I am intermittently thinking about categories again, and I think I got something wrong in the current set of notes. I there defined slice categories in a way that doesn’t work, at least given my initial preferred definition of categories (which is the same as Awodey’s or Riehl’s).

OK: What is an arrow in a slice category from the object to the object — where, of course, are -objects, and are -arrows?

Since we are constructing from data in the natural thing to do is to use a -arrow which interacts appropriately with and , giving us a commuting triangle with .

But that still leaves two options. The simpler option (1) identifies the needed -arrow with by itself. A more complex option (2) takes the needed -arrow to be the whole commuting triangle, or if you like, the triple . In the earlier set of notes I went for the simpler (1). But I don’t think this can be right for a reason I explain. And I now note that Leinster initially goes for (2) (though his language then wobbles).

So here are two improved(?)pages on slice categories which I do hope now get things right. But let me know if I have gone off-piste!

Matthias FalkTo my mind, the second, more complex definition is the right one. However, I think there is a deeper problem here rooting in some sloppiness of the definition of what constitutes an arrow in general. My feedback stems from the perspective of a non-mathematician (I am a computer scientist with some mathematical interest) who seriously tries to learn category theory (but is still at the beginning because of too much other things to do).

My discomfort with your definition (Def. 13, Category, p. 30) as with the corresponding definitions from the standard textbooks on which I had a glimpse before (Awodey, Leinster) stems from the fact that none of you states clearly (and you yourself possibly forget later on) that an arrow is really a thing with three components. You only mention two of them, domain and codomain (or source and target). But what is the third one? You don’t even have a name for it and this is probably where the problem starts. I suggest to call it »naked arrow« and to contrast it with »full« or »fully specified arrow«. The latter is the thing you and the other textbook authors call just »arrows« and I suggest to understand henceforth the expression »arrow« whenever used without qualifier as a fully specified one.

To have a precise formal notation (and leaving possible set theoretic issues aside), I suggest to model arrows as triples , where is the name of the fully specified arrow, the derived notation for its naked arrow, and and denote source and target, respectively. As objects in a category, naked arrows are (from a categorical perspective) opaque entities without any required properties. They basically can be anything. Since they normally play no role in isolation, their notation as the name of the fully specified arrow decorated with an underscore suffices – if one wants to mention them at all. I admit, it is a bit difficult to maintain compatibility with the other standard notation for arrows. Let us interpret the in this notation – somewhat inconsistent but in accordance with standard notation – as the name for the fully specified arrow. Thus, the respective naked arrow is not mentioned at all within this notation and this is a problem in the rare cases where it has an independent life. Slice categories are such an occasion. Thus, for the latter arrow notation I suggest the following variant to make the naked arrow explicit: where , i.e. in this case is the naked arrow belonging to the fully specified arrow . Thus, the -notation, if present, signals that the such wrapped entity denotes the naked, not the full arrow.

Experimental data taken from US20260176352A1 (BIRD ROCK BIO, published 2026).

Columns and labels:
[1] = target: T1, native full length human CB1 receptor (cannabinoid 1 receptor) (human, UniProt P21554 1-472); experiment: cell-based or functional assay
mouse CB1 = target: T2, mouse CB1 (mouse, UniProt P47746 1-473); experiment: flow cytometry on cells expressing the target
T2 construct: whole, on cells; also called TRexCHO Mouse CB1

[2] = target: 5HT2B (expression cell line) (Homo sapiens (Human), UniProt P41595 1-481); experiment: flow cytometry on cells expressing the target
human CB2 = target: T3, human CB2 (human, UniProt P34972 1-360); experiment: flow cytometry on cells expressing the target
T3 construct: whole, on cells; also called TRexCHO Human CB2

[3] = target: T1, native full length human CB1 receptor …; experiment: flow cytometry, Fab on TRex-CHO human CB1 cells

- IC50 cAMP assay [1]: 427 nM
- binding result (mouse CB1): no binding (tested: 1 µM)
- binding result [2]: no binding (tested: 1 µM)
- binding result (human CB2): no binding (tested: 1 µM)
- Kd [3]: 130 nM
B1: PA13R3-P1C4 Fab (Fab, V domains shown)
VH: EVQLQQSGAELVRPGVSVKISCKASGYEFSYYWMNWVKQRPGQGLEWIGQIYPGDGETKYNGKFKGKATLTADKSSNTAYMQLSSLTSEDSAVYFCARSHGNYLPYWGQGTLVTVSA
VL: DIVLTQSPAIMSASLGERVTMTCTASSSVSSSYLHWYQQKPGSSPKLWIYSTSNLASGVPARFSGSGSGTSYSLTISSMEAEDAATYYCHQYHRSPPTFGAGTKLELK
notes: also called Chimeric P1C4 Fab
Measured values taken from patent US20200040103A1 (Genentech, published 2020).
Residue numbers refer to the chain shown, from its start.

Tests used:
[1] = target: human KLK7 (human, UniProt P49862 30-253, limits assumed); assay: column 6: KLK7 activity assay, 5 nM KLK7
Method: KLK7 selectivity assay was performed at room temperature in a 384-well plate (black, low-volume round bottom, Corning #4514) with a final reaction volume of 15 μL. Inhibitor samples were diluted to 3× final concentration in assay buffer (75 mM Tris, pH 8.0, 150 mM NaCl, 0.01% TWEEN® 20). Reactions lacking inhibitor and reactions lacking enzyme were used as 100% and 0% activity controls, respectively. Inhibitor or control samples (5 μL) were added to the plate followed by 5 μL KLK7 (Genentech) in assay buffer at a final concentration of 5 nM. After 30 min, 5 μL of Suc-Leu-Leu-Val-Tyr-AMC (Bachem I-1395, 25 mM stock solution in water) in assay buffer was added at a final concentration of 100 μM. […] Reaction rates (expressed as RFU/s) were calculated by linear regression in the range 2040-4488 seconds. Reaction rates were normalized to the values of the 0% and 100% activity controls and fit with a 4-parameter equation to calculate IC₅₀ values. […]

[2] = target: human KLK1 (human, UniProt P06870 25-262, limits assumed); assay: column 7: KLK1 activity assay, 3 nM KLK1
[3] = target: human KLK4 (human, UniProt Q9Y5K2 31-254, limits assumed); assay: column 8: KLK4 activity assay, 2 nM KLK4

As for the slice category, accordingly, I suggest the following modified definition: If for -objects and (note that according to the present convention, and denote fully specified -arrows) there is a -arrow such that , then there exists a -arrow or . That is, the construed -arrow has the -arrow as its naked arrow and as its source and target the -objects and , respectively (in fact, I think it would be more consistent to leave out the superfluous -objects and and to define the -objects just as the respective (fully specified) -arrows and , respectively, while we remember that and ).

Composition: Let be a -arrow for , and such that , and let be another -arrow for and such that . Then .

Identity: The identity arrow for is .

For another \left(C/X\right)-object (you have a typo on p. 49 before Def. 25 where you write »… giving us a distinct -object …« instead of »… …«) with we have with as required.

Matthias FalkCorrection for the identity arrow definition: If I keep on with your definition of -objects as pairs of -objects and -arrows, rather than as just the -arrows, then, of course:

The identity arrow for is and for another -object with we have with as required.

Matthias FalkOK, I had a fresh look on your Def. 12 of a Category (Version January 24, 2023): You define “… For each arrow f, there are unique associated objects src(f) and tar(f), …”.

I disagree: Source and target are not merely associated to an arrow. They are proper parts. An arrow is a composite of three components where source and target are two of them, the third one I suggest to call “bare arrow” (This possibly sounds better than “naked” arrow, I am sorry, I am not a native English speaker).

I admit, this is not a matter of truth but one of practicality. Treating source and target as proper parts of an arrow absolves us from introducing a special, an ad hoc treatment of slice categories. And there are probably more occasions that require special treatment if one insists that source and target are merely associated but not genuine parts of arrows.

ChrisTo me, the more fundamental issue with (1) is that src(j) and tar(j) cannot be uniquely defined; the specific example just reiterates that an arrow j can be part of more than one commuting triangle.